Cape Lookout: First time to Cape Lookout National Seashore Park. It is the southern point of the Core Banks, one of the natural barrier islands on the Atlantic coast of North Carolina,. Everyone says it is so beautiful and a wonderful place to anchor in the "right conditions". Not sure what the right conditions are but I think we experienced the "not right conditions" on our second night there. I tell you about that later in this section! Anchored here with TILT and BLUE HEAVEN. Al, Arleen, Carl and I took our dinghies across the harbor to the lighthouse. Have to say that Kris and Craig also wanted to go but their dinghy engine would not start. Carl gave them our little spare Susuki engine which was too small for Kris and Craig to get over to the lighthouse all though they started out but turned around. We should have turned around and picked them up.......sory that we didn't. The lighthouse stands 163 feet tall and is 28 feet in diameter at its base with 9-foot thick walls. It was made of red brick with a Fresnel lens emitting a fixed white light that is visible for 19 miles and was first lit in 1859. In , the keeper’s cottage—large enough to house two assistant keepers and their families. Because the four lights on the Outer Banks were so similar, the Lighthouse Board designed striking patterns for each to make them easily distinguishable. Cape Lookout was painted with large checkers that appear as alternating black and white diamonds. Following the traditional day-mark aids to navigation, the black checkers are orientated north and south toward the shallow waters of the shoals and around the headlands, while the white checkers are orientated east and west facing the deeper waters .Walked to the ocean side of the island and collected broken shells. The second night of our stay at Cape Lookout there was a pretty strong cold front that passed through. The winds were in the 20-25 knot range and the harbor is open to the northwest so lots of room for waves to develop. Plus there is a strong current so at times during the night we were perpendicular to the waves resulting in lots of noise. Did not get much sleep that night because of the lightning, wind noise, and slapping waves against the hull. Yes. this is a beautiful anchorage in the "right conditions"!!!
The dinghies gathered over by TILT before heading to the lighthouse. As previously mentioned, Kris and Craig started off with us .....turned around and then because of miscommunication BLUE HEAVEN and DISCOVERY continued on without them.
Photos of the Cape Lookout Lighthouse and Keeper's House.
Scattered in the beach grass are the prettiest flowers. Also, the pine trees have a longest needles I have ever seen.
Walked over to the ocean side. Lots of people on the beach gathering shells, walking or fishing!
Wrightsville Beach, NC: A good place to stop. Kris and Craig took their dinghy engine in for repair. The four of us walked to West Marine and Harris Teeters while the engine was being repaired. Had lunch at Tower 7 which is an excellent Mexican restaurant. Stayed in Wrightsville Beach four nights. Every day we would take a walk on the beach otherwise just hang loose and relax. From Wrightsville Beach took the ICW to Southport where we stayed in a marina one night leaving the following morning for an outside run to Fernandina Beach.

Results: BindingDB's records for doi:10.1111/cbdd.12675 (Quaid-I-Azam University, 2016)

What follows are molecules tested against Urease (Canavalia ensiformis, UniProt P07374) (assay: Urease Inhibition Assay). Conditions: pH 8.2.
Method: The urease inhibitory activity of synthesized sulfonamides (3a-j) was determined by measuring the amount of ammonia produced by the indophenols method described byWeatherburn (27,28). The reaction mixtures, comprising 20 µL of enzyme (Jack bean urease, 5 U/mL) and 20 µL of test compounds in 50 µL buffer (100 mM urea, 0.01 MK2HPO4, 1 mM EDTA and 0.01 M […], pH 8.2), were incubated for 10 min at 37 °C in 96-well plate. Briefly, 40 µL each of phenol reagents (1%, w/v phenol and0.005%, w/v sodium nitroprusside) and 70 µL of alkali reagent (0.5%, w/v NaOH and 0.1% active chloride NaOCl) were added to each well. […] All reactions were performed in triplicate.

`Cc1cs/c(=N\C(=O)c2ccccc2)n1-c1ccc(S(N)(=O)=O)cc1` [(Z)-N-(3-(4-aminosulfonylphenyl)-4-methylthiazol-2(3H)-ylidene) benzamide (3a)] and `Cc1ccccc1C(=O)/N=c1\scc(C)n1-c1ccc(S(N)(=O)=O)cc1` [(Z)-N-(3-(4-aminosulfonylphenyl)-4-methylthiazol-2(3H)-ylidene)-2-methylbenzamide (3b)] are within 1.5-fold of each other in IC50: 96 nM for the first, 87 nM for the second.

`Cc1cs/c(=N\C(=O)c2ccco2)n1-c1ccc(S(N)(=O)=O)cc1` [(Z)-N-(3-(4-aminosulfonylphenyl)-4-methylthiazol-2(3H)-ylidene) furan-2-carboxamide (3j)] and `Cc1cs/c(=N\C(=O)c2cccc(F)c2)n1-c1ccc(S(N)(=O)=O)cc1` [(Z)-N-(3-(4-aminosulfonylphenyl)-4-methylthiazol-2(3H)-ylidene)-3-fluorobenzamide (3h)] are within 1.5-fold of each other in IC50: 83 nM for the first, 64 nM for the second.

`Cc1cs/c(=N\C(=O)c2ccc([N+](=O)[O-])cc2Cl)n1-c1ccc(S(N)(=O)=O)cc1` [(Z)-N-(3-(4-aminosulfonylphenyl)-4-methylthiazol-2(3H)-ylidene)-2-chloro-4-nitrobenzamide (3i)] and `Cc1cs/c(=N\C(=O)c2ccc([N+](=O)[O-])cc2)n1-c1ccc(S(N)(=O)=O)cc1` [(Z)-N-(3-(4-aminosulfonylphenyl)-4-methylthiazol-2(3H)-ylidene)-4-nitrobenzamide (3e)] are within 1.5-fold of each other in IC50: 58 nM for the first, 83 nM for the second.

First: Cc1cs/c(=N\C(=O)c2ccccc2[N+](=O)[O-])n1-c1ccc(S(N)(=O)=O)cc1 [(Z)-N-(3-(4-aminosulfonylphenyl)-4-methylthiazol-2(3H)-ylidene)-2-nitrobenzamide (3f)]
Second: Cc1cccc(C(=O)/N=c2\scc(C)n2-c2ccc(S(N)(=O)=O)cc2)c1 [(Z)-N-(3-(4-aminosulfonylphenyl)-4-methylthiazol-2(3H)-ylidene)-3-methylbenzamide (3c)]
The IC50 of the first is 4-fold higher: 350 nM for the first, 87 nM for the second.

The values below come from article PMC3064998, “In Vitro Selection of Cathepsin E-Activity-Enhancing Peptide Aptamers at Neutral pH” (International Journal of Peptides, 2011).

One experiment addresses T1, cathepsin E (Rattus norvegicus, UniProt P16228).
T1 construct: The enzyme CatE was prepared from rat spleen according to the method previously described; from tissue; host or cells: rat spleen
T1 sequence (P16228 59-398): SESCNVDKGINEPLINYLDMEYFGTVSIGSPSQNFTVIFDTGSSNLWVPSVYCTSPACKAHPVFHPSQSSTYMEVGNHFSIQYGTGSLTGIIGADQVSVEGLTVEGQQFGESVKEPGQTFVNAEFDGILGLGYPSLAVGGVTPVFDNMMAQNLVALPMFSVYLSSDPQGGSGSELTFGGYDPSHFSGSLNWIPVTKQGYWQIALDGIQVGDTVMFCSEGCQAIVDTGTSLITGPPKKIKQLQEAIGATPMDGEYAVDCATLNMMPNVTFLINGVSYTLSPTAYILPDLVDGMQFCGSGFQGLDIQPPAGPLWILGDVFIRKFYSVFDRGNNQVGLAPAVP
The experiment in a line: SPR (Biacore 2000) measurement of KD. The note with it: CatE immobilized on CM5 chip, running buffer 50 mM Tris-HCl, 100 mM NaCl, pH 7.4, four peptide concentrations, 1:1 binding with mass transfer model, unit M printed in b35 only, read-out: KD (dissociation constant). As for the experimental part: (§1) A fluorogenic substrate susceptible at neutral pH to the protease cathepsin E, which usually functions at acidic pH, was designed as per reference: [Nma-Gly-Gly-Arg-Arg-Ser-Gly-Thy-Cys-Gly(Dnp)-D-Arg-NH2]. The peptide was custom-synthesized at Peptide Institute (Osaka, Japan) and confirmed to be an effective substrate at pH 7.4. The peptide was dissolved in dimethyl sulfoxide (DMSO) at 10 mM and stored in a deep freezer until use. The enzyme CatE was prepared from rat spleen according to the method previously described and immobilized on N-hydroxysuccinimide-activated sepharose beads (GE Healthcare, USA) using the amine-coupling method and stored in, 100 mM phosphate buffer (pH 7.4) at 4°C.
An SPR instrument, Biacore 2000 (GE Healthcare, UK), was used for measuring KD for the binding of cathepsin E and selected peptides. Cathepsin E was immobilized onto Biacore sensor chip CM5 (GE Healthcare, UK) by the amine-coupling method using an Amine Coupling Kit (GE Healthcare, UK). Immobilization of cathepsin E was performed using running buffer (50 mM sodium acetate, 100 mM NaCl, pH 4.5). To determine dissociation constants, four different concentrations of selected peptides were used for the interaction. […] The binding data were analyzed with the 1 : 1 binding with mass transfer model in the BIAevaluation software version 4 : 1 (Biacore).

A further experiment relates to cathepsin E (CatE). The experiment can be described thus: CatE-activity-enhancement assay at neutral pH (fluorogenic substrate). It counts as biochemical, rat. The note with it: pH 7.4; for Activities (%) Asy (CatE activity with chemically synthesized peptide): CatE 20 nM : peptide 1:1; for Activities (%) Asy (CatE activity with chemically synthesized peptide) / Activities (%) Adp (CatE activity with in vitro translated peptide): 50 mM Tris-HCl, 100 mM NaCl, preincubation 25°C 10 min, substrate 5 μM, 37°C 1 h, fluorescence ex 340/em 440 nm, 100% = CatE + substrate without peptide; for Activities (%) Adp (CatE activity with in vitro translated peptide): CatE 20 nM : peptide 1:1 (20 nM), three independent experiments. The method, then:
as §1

In Wrightsville, Carl went up the mast to install a new VHF antenna. I sent the camera with him!
Fernandina Beach, FL: Fernandina Beach is on Amelia Island and is one of the eight municipalities that comprise Metro Jacksonville. It is the only US location to have been under 8 flags (French, Spanish, British, Patriots, Green Cross of Florida, Mexican, Confederate and US). The 50 block area of downtown Fernandina is listed in the National Register of Historic Places because of it's preservation of late Victorian architecture. Fernandina is also considered the birthplace of the shrimping industry. The shrimper trawlers move about the waters from sunrise to sunset dragging their nets. The goal is to catch 250 to 500 pounds of shrimp per day. Amelia Island is where 80% of Florida's Atlantic white shrimp are harvested (approx 2 million pounds for Fernandina annually).
I should have taken a picture of the big shrimp trawlers. Had many opportunities but did not think about doing it. I took this picture because this guy passed through the anchorage several times a day always, always with hundreds of seagulls at the stern!
On Wednesday, Carl's left elbow which has been swelling up and getting red and hot. He has a circle about 4 inches below the elbow on the fore-arm that is swollen and red (looks like a goose egg) plus his left hand is about twice the size of the right hand.The skin on the left hand is tight as a drum. Took a taxi to the Amelia Urgent Care Center. The doctor said he had a staph infection---prescribed some powerful antibiotic.Note: At the end of the month, the goose egg and the elbow was still red and hot to the touch one week later so he went to the urgent care center again. This time the doctor removed a lot of fluid and prescribed another week of antibiotic. Hope this takes care of it.